Entrepreneurs who are willing to take direction are entrepreneurs who will succeed. That’s my number one issue with most entrepreneurs. They say they want to come in, but what they really want is money and leads which I appreciate. That’s what 99% want when they come to a meeting: ‘Can you get me into this company or can you give me money?’  And that’s sweet and nice and I get it, I was there. But . . . if you don’t take direction, and you are not willing to be humble and willing to have have humility and have rhino skin, you know, if you aren’t thick skinned, you are going to fail. If you can’t do that, if you can’t take the help that people want to give, and listen, I understand it’s hard, but somebody who can actually take it, thats what the guys out there are looking for, the men and women out there who have money and time and experience, they want people who will take their advice; it’s OK, you don’t have to take it all. . .

The question is, will Mr. Ferro, if he’s even aware of me and my rantings here on the blog, take even a little of my advice?

I have said before and I’ll say again that the AMICAS acquisition was an incredible piece of business strategy, probably the greatest coup ever in the PACS world.  Being a physician, with stereotypically poor business sense, I have tremendous respect for those who made this happen.  (Those who know me well will confirm the sincerity of that statement.  I do not play games or kiss backside, especially in a public venue such as this.)

Merge has wasted no time in streamlining the AMICAS operation, which is a nice way of saying they got rid of a lot of people.  I realize that this is often what happens when one company takes over another.   My advice to you, Mr. Ferro and Mr. Dearborn, is to reverse that decimation to the degree still feasible.  Many of the good people that were let go have already landed in other positions.  That says a great deal about their expertise and quality, given the economic situation of today.  Others are “on hold” for the moment.  Many of them are the heart and soul of AMICAS.  They ARE AMICAS.  They are what you bought with the company, and you need them.  In particular, please reconsider the dismissal of the Version 6 development team.  You may have excellent coders at your disposal who can reconstruct the programming, but not soul of the software.  I know these people; they are very, very good at what they do.  They built what you bought.  They understand the program, and they understand me and what I need.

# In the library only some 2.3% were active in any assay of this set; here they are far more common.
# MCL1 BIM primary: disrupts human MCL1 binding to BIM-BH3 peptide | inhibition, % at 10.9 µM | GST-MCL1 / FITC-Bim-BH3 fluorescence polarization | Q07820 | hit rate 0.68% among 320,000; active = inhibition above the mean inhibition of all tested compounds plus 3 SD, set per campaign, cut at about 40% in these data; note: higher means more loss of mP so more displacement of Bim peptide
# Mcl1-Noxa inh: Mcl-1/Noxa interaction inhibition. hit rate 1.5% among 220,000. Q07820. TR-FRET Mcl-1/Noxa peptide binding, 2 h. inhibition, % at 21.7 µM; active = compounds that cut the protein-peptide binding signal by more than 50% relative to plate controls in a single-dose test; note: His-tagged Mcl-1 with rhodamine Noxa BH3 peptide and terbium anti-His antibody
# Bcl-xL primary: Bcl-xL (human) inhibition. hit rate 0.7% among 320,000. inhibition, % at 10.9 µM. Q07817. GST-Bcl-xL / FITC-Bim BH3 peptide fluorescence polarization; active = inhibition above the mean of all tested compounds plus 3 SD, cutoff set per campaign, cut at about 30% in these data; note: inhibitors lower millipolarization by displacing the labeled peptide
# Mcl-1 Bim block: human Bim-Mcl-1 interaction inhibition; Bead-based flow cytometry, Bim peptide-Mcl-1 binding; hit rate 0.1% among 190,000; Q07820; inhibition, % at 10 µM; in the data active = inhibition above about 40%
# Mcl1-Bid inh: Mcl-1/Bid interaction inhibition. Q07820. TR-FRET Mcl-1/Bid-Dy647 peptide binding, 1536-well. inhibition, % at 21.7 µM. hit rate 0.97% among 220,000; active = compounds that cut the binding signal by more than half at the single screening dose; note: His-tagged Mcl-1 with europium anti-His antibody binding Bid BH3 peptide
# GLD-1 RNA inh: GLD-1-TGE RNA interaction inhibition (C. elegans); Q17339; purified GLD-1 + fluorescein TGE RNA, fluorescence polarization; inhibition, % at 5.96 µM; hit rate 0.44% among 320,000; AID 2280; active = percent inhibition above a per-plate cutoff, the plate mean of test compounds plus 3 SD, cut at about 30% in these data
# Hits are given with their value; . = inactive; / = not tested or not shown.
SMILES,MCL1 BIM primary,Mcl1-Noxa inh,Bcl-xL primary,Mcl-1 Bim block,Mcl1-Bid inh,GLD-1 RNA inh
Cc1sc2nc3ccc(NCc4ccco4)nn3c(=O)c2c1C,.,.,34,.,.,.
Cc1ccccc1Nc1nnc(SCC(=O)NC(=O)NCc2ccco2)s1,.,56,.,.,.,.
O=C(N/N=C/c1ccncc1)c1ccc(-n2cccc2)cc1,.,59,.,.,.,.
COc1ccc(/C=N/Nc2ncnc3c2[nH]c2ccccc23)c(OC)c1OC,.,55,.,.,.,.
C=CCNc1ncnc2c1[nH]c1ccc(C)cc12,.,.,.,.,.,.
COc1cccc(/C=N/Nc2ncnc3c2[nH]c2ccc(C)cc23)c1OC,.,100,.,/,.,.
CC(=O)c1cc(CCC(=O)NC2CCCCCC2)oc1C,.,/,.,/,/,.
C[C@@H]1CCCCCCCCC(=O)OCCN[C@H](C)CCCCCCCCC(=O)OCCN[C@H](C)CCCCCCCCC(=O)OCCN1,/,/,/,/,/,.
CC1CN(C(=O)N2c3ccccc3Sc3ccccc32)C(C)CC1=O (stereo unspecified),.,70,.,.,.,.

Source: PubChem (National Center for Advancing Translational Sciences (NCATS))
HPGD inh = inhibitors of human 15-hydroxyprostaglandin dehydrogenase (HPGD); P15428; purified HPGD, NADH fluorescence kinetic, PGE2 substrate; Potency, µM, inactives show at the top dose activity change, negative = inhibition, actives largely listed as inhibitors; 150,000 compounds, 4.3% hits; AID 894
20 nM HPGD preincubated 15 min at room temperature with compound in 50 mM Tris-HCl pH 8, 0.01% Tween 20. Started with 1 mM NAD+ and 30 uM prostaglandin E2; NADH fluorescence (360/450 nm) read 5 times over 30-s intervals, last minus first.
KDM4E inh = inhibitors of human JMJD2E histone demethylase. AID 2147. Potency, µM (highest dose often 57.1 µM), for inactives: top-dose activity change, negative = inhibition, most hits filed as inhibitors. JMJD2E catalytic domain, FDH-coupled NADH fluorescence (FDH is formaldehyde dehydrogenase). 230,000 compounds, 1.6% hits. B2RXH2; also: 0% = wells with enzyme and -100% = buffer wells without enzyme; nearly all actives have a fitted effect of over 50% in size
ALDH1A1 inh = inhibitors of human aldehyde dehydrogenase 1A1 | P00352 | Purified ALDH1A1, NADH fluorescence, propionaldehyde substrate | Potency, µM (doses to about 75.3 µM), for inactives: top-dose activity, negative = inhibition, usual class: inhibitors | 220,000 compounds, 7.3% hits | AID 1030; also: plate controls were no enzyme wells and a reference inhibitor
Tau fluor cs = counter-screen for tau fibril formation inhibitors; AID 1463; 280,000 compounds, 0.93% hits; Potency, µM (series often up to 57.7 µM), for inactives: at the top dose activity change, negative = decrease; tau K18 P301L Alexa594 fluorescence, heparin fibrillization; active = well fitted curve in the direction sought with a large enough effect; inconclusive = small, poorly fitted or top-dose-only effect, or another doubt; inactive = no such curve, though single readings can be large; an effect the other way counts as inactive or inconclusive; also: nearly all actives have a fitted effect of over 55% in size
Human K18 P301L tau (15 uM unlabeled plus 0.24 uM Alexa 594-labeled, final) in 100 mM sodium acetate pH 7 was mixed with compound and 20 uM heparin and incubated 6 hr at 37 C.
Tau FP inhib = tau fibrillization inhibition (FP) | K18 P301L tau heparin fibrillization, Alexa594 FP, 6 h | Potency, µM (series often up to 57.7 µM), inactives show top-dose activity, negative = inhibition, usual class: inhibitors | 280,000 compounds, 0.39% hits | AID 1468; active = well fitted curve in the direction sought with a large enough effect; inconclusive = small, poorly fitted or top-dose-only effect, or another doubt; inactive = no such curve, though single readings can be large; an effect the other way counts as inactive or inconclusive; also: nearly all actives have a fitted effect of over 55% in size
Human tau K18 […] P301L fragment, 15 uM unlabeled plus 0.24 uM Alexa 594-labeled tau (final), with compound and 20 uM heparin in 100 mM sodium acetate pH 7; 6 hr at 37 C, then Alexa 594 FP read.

I am not a businessman, but I am a physician, a radiologist.  I have been in private practice for 20 years, and I have worked with PACS for 17 of those years.  I know PACS from the user’s standpoint.  The company you bought, the PACS you bought, helps me take care of patients, and they are the most important consideration.  I need your software to do my job well.  Trust me, give me the honor of mentoring you, take advantage of my expertise.  You spoke of infrastructure . . . AMICAS had the infrastructure in place to build upon, and that infrastructure was its people.  Don’t take that away.  Merge is now the largest of the “small” PACS companies, and I do think you can grow it back to the half-billion mark, with a little luck and a lot of work.  All you need is the right people behind you.  You know where to find them.

Perhaps we’ll get a chance to chat on Thursday.